so I flicked my coat at him and yelled "AlIez ! "

    That cow was habituated to the chips de pommes de terre
    Lee Lau - xxx-er is the laziest Asian canuck I know

  5. #5
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    Phil learned.


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  6. #6
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    WARNING: partial thread drift, gotta display my love and knowledge of alpine cows here...

    Quote Originally Posted by old goat View Post
    It's no joke in the Alps. Doing the Tour du Mont Blanc 2 years ago with my son there was one particularly perilous section where we avoided the belligerent cows with some difficulty. They do not get out of your way. Not as bad as Swiss the refuge where we stopped for lunch one day in a place called Bovine. The place was surrounded by muck and cow patties, although no angry cows near the refuge.

    That was one aptly named place. Another was Ville du Glacier, located in the Val du Glacier, through which ran the Torrent du Glacier, which arose at the base of the Aiguille du Glacier from the melting of the Glacier du Glacier.

    Ran into a bull one time on the trail in the Wind Rivers--we gave that one a really wide berth. I'm not going to mess with a creature with balls bigger than my head.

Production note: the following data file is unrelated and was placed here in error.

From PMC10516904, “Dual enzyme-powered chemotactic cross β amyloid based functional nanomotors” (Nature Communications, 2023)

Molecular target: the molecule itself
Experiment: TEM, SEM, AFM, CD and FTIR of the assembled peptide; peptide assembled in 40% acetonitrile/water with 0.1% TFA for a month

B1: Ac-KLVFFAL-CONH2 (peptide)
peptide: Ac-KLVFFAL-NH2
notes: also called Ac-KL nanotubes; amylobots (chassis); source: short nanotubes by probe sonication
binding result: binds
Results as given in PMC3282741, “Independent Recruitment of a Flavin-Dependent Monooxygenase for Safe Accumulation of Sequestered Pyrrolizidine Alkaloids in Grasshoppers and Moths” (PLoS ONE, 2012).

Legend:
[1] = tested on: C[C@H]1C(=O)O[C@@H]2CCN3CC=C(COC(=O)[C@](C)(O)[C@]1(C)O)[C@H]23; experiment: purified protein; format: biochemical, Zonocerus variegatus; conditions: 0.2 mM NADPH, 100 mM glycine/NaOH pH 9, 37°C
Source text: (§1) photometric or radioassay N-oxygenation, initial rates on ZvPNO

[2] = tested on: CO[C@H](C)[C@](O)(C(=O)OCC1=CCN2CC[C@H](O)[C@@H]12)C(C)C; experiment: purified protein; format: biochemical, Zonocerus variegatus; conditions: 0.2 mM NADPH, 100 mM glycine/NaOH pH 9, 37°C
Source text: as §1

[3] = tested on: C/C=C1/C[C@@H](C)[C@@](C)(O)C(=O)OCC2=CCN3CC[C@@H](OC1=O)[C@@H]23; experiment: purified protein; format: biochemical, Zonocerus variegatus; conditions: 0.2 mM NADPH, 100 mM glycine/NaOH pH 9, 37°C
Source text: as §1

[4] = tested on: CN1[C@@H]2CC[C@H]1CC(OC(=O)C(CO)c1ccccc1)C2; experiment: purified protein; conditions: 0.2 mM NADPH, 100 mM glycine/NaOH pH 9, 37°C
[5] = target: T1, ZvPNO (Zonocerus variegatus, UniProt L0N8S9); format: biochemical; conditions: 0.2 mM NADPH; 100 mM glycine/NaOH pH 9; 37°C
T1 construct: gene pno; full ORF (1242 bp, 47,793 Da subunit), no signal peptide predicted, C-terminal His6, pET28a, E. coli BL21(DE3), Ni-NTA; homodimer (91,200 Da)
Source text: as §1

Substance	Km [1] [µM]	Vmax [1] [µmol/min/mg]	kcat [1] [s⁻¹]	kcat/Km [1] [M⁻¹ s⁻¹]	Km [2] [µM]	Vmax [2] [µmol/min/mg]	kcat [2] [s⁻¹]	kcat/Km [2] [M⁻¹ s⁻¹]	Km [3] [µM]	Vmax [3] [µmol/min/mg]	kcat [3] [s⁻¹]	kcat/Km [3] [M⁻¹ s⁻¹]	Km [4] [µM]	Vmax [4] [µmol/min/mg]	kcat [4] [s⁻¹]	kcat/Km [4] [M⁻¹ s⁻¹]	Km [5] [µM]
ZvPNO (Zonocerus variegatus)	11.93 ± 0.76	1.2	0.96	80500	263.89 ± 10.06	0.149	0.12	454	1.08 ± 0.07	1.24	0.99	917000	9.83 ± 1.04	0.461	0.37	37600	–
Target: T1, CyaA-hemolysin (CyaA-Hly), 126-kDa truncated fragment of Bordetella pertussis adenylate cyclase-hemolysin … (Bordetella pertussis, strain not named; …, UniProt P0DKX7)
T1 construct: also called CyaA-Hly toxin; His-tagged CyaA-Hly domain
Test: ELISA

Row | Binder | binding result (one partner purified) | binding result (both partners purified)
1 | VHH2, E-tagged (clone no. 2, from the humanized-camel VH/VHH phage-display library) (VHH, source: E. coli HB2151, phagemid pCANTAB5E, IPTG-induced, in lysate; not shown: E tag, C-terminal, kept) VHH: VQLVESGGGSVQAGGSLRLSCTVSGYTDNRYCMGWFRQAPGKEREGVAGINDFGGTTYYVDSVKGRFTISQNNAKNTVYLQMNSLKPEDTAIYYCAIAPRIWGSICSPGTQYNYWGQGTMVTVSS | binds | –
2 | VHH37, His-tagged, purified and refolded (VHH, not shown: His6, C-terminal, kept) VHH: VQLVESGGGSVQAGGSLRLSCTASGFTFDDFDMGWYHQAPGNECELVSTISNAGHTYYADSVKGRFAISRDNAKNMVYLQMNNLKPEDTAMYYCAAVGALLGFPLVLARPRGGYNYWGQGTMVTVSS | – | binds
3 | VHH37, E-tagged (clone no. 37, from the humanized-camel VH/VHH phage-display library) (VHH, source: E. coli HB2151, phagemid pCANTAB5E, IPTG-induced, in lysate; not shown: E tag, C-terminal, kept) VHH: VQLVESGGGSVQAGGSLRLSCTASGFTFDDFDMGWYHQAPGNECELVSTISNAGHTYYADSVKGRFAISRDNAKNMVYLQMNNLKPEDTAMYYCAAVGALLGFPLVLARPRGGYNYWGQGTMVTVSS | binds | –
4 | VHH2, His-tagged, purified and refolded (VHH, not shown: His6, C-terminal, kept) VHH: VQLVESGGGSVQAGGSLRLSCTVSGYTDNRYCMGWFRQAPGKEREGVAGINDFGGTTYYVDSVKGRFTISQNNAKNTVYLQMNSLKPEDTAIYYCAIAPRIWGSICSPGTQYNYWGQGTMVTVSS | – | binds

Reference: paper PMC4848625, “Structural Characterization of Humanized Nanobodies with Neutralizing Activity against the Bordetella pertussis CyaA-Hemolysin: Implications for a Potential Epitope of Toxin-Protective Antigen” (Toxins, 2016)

Wonder if you ran into some Hérens, a breed that almost disappeared in the early 20th century but is making a strong comeback and has a very long history in the area around the French/Swiss/Italian borders.
    Most of the cows that are up in the alpine are the Abondance breed, the Swiss-chocolate cow with a brown-and-white coat and small horns They're quite skittish and non confrontational. The Hérens are different, stockier (up to 1300 lbs) with a massive head and large horns and usually a black or dark brown coat. more They're adapted to high elevations and are quite territorial, they stand their ground around people and crossing a pasture with a bunch of them looking at you sideways is quite intimidating.